work hard

Work hard?  Not always the answer

If you want to be successful in life, work hard!

What else can that be? This is what we’ve been told since young.  By our parents, teachers and bosses and whoever that are seriously concerned about our future.

So when we hear Lao Tzu says in Tao Te Ching “Tao never strives, yet nothing is left undone”, it sounds jarring to the ear.

Little do we realize that this is the Tao of non-doing, and where the wisdom lies.

Working hard is important. This is how we make our life better. Unfortunately, if you overdo it, it can be counter-productive.

The irony of life is that: if you want to be at your best, don’t try hard!

There are two facets of doing the things we do.  The first is gestation, the second is delivery.

If you are a pianist, gestation is your practice sessions.  Delivery, on the other hand, is the performance.  If you are buying a birthday gift for your spouse, gestation is thinking of what to buy and the buying and wrapping.  Delivery, in this case, is to present the gift.

You should try hard during gestation.  If you’re a pianist, you may have to practice the same scale many times to acquire the competence.  If you are buying a gift, you may have to jump from one place to another to locate the ideal item.

You try hard during gestation, not during delivery.

During delivery, let go!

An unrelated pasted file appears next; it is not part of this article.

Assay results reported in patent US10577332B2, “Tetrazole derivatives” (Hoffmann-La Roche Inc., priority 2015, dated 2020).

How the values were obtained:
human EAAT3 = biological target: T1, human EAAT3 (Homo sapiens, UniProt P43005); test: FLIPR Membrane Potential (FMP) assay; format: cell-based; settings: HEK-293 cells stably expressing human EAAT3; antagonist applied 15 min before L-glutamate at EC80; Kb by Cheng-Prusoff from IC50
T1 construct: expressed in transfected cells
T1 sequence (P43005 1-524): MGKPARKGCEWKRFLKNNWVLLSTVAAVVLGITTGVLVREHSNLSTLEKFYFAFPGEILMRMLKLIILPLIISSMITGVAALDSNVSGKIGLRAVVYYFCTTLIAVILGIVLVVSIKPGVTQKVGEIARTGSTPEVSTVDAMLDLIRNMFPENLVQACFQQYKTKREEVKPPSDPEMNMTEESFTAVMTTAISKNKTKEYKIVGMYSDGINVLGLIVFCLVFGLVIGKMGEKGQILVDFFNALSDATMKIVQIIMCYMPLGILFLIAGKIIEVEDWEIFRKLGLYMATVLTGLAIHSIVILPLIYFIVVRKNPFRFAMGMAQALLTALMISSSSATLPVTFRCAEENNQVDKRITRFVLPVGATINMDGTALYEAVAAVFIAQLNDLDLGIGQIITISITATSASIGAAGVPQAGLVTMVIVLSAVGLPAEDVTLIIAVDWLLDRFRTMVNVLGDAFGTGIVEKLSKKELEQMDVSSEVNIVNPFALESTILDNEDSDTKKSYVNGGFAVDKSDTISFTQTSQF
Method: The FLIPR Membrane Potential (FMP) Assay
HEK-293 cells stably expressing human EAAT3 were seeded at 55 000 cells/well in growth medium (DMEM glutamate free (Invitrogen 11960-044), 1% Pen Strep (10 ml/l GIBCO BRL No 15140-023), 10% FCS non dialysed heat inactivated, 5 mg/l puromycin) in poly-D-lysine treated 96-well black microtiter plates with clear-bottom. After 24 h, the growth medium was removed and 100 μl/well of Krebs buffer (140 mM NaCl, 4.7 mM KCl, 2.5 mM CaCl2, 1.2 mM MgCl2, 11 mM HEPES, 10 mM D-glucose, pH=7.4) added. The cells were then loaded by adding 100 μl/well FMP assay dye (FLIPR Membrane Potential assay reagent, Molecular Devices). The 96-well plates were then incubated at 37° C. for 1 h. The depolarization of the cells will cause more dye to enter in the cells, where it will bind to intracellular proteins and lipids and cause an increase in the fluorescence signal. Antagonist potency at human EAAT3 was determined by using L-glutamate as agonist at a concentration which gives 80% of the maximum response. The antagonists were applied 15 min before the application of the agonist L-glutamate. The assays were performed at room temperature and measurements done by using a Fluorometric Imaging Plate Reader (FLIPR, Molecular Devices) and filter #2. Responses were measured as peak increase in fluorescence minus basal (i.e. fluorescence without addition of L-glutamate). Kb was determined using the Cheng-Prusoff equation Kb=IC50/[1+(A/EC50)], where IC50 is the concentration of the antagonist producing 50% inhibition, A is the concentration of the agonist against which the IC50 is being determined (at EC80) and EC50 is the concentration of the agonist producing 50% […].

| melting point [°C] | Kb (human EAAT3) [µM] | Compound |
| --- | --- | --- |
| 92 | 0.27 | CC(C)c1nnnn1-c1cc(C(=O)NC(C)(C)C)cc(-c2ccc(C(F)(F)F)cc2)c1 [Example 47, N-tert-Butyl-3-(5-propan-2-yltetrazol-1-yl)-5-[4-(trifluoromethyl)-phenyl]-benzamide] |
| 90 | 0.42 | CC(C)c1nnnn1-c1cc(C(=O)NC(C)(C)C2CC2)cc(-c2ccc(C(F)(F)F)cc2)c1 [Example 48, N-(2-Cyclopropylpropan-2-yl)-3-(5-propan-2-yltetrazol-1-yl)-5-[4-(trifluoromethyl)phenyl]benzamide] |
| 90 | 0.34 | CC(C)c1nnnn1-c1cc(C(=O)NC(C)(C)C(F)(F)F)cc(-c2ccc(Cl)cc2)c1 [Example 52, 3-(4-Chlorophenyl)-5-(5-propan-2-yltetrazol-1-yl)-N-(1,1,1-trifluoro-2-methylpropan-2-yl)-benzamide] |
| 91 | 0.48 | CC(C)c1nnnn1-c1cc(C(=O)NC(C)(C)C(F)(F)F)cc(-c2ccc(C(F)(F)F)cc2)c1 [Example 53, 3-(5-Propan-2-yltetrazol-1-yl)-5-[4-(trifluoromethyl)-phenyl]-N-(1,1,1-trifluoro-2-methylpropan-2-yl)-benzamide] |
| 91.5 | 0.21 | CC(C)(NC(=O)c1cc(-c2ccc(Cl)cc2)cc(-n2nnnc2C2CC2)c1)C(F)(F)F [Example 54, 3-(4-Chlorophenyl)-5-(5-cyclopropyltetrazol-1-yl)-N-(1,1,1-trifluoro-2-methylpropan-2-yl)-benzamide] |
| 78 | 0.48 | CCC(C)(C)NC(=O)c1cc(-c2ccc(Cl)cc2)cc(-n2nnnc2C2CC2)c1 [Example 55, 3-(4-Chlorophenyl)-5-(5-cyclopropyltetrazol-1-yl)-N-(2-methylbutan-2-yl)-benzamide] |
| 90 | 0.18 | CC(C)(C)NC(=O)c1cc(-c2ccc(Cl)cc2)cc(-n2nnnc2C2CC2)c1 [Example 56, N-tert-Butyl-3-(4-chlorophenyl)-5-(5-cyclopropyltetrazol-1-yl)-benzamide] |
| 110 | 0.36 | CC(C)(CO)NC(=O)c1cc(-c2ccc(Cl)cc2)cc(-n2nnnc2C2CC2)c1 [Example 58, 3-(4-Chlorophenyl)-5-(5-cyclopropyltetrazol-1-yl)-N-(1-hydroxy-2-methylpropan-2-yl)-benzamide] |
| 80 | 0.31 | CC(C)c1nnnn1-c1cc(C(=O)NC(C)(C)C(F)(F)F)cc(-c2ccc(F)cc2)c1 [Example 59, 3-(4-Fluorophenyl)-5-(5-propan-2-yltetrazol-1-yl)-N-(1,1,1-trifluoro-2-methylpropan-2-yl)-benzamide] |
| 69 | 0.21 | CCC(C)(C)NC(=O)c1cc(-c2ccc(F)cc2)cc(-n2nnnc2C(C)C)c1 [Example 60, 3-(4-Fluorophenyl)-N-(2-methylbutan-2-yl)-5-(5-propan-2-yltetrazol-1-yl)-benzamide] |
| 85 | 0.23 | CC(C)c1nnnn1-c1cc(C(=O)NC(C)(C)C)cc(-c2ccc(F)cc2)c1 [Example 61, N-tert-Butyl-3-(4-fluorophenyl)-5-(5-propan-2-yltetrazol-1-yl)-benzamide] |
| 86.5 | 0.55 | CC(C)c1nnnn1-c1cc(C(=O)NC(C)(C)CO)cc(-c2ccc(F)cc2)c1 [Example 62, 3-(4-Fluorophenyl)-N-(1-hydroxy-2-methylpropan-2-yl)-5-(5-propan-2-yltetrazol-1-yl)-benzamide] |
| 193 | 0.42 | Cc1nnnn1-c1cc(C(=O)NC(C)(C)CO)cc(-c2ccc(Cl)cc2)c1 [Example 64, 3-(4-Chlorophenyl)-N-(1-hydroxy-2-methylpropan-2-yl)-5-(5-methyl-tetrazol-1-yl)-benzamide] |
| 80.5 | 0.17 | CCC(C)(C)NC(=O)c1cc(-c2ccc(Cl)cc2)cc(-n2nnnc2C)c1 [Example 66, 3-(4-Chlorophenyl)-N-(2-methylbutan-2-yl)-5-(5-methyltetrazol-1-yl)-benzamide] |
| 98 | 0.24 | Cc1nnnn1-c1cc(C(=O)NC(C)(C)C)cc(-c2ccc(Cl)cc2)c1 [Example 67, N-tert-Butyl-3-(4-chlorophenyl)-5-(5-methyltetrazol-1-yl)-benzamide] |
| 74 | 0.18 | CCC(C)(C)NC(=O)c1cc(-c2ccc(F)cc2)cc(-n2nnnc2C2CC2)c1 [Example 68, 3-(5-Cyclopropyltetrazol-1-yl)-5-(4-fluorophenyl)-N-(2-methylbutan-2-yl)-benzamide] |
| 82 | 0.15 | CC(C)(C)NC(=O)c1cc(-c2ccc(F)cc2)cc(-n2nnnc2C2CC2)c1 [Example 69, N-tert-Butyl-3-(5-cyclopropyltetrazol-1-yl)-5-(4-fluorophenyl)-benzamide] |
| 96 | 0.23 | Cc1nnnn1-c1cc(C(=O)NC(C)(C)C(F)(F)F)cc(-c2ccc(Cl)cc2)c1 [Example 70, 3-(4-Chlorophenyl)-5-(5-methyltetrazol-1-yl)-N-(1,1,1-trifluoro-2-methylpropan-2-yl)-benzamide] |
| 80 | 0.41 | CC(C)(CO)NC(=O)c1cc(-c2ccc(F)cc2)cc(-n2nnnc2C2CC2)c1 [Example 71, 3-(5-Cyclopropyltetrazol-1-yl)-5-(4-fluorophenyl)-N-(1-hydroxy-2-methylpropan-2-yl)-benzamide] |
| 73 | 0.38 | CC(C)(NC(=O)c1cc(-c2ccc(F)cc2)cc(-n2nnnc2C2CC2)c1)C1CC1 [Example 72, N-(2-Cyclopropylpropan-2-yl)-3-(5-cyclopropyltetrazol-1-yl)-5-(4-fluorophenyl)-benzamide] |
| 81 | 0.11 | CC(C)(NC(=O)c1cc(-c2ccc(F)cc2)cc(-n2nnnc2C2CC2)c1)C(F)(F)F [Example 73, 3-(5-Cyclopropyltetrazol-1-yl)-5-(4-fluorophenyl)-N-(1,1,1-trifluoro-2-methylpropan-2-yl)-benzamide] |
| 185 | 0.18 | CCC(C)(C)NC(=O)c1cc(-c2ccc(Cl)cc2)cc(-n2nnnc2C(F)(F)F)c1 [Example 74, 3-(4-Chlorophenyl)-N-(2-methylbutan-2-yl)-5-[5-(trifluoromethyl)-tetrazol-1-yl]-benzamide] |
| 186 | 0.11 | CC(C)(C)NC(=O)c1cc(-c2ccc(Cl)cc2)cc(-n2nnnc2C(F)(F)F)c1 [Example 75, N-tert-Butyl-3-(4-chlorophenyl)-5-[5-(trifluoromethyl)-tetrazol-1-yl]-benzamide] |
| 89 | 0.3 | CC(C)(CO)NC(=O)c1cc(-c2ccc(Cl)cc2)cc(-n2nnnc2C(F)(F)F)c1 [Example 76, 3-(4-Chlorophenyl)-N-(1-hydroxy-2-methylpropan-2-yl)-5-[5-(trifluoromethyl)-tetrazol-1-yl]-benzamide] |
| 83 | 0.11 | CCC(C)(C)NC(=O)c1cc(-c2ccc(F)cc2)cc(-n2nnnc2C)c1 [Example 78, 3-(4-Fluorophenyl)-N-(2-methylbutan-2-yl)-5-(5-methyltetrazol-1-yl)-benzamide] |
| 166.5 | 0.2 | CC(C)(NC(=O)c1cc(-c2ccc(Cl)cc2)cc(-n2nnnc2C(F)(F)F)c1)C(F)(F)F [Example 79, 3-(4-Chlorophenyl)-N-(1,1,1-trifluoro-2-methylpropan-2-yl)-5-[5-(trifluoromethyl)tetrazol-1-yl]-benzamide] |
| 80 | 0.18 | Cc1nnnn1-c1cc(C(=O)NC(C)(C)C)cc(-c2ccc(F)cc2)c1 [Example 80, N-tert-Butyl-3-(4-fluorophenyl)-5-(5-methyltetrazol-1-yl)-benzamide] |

When the pianist delivery his performance, he should not think of the fingering and the notes.  Instead of working hard, he has to let go and elevate himself above his desires to succeed.  He dissolves himself like water and is in the conduit that brings out the soul of the music and let it jump with life!

What happens if his focus is on working hard?  The flow is disrupted and the soul is disturbed.

The music may still be good but without the splendor.

It goes with gift giving as well.  When you are presenting the gift, it is not the time to worry about the content of the wrapping.  It is the time to shower your affection and whisper your love.

In Tao Te Ching, Lao Tzu says, “Those who seek knowledge, gain something every day.”  This refers to the time of gestation.  You want to know more so that you can do more.  But when you are performing, forget about accumulation.

“Those who live the Tao,
Let go of something every day.
They let go and let go,
Until the stage of non-doing.

When nothing is done,
Nothing is left undone.”

When you are delivering, bring out the splendour of Tao.  Be what you are, and not what you want to be! Be part of the moment!

The best way to be your best is by letting go, not working hard!

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    1. Hi Aneta, the ‘let go’ here is in contrast to the ‘gain’ in the earlier sentence in the same chapter, “Those who seek knowledge, gain something every day.” Using dancer as an example, he learns the techniques and skills so that he can dance. This is the ‘gain’. Once he is performing, he should ‘reduce’ himself to an enabler of the dance, and let go of everything that is preventing the true dance from emerging. There should be no fear, no conceit, not eagerness to win the applause. There should only, in the lingo of Tao, the ‘uncarved block’, i.e. the dance in its true sense. That’s why I’m saying to be your best, you don’t try hard. Once you try hard, the superfluous sets in and it can hinder the true expression of the dance and compromise the level of your performance. You should transcend your personal desire and the only way to transcend your desire is to let go of your desire.

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